In the business world, long-term loyalty to a CEO is supposed to be a good thing. For New England supermarket chain Market Basket, however, employees’ reverent appreciation for their former chief and co-owner, Arthur T. Demoulas, has proved to be destructive to the business in the short term, causing employee and customer protests as well as a state of decision paralysis among Market Basket’s board of directors.
In June, Demoulas was ousted in the culmination of a decades-long feud with his cousin, Arthur S. Demoulas, another co-owner of the family business. Arthur S. took control of the company, which is one of New England’s most successful retail chains, the New York Times reports.
The firing infuriated Market Basket employees, who had enjoyed good wages, regular bonuses and a generous profit-sharing plan. “You had Santa Claus in charge,” supermarket industry analyst Daivd Livingston of DJL Research in Milwaukee told the Boston Globe. “Every day it was Christmas.”
Many of the company’s 25,000 employees began staging demonstrations to demand their beloved CEO’s reinstatement. Customers joined the cause, boycotting the chain. At this writing, Market Basket stores were still open, and many employees were still going to work, but the shelves were nearly empty, and customers were few.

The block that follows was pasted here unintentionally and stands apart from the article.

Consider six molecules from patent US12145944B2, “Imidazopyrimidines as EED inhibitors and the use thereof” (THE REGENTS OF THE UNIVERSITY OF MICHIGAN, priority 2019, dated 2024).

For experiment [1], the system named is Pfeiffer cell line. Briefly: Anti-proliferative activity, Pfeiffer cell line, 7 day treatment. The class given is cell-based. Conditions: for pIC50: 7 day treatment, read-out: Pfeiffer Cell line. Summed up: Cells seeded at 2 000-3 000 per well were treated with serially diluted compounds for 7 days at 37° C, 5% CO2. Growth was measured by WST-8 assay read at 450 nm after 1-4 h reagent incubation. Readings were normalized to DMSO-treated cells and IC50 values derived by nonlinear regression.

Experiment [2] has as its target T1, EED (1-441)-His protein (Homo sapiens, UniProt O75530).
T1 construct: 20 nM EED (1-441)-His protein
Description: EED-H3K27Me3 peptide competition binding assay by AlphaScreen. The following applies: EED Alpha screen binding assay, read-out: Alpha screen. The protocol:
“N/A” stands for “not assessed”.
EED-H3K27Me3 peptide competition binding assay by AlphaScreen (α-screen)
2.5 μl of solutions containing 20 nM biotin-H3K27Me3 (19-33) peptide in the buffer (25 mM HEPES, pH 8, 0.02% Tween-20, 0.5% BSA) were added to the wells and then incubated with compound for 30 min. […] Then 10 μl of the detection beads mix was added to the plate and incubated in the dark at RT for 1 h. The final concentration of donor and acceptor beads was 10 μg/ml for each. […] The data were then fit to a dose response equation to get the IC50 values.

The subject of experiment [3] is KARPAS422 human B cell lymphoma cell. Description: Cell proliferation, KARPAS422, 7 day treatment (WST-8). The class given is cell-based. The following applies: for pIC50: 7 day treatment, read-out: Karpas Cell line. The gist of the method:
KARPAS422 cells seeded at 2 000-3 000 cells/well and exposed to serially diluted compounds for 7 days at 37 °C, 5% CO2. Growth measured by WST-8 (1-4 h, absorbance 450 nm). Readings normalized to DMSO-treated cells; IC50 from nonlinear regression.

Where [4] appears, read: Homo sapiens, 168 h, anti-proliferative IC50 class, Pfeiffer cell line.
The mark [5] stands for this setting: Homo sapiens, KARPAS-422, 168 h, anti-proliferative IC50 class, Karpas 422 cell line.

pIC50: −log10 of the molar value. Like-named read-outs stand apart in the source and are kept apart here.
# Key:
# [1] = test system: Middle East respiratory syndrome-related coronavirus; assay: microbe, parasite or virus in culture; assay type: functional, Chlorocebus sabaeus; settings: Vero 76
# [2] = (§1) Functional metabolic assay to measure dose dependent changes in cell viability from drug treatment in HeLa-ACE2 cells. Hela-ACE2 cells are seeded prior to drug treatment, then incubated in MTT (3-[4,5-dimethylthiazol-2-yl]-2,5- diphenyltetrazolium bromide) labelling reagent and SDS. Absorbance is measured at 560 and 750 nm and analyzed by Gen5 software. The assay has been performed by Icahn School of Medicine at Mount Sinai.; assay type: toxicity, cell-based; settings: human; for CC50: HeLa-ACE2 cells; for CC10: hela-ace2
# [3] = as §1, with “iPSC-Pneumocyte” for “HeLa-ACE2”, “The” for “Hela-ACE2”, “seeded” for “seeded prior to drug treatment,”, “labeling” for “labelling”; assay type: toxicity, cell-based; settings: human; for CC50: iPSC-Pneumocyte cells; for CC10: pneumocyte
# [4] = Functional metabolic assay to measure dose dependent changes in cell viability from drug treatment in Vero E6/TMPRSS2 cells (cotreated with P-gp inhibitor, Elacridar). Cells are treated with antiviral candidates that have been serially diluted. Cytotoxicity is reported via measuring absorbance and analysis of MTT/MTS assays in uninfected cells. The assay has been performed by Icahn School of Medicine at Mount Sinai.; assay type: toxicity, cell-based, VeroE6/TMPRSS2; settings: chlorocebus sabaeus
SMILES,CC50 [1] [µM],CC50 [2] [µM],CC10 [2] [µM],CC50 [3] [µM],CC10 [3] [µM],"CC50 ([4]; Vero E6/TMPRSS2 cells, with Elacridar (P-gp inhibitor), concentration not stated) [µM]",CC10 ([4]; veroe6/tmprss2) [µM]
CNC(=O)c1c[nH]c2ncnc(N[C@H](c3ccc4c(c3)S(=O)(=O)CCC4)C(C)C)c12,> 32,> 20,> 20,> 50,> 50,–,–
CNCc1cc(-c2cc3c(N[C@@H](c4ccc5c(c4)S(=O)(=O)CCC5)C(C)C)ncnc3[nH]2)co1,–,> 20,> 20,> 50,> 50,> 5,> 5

As sales plummet and the company hemorrhages money, its board is quietly negotiating with potential buyers, including the ousted Arthur T. Demoulas. He announced in July that he had bid to buy the 50.5% of the company that he and his allies in the Demoulas family do not own, according to the Times.
Some Market Basket board members reportedly believe Arthur T. is the most promising bidder because he is well positioned to rally employees and customers behind him to end the standoff. But some board members may consider his bid less appealing than other bids, which come from national supermarket chains and investment firms. Unlike these bidders, Arthur T. would need to secure financing for his purchase. Moreover, as CEO he at times made decisions that benefitted customers and employees at the expense of shareholders, a management style that could work against him in a shareholder vote on a sale.
The employee and customer actions in support of Arthur T. complicate the potential sale. If he were to urge workers and customers to end their protest, as some have called on him to do, he could lose leverage in the negotiating process and decrease his odds of winning the company. The longer the protests continue, the lower the company’s value—and the less Arthur T. and others would have to pay to take it over.
The Boston Globe has accused the Demoulas family of allowing their internal feud to cloud their judgment, noting that members are “stubbornly sticking to their positions instead of using clear-headed business judgment.” The paper has urged Massachusetts governor Deval Patrick to mediate the dispute.
Indeed, it appears mediation is urgently needed to prevent the precipitously declining company from collapsing. Market Basket has a number of good options. But to realize them, it must move beyond its past frictions and chart a more stable course for the future.
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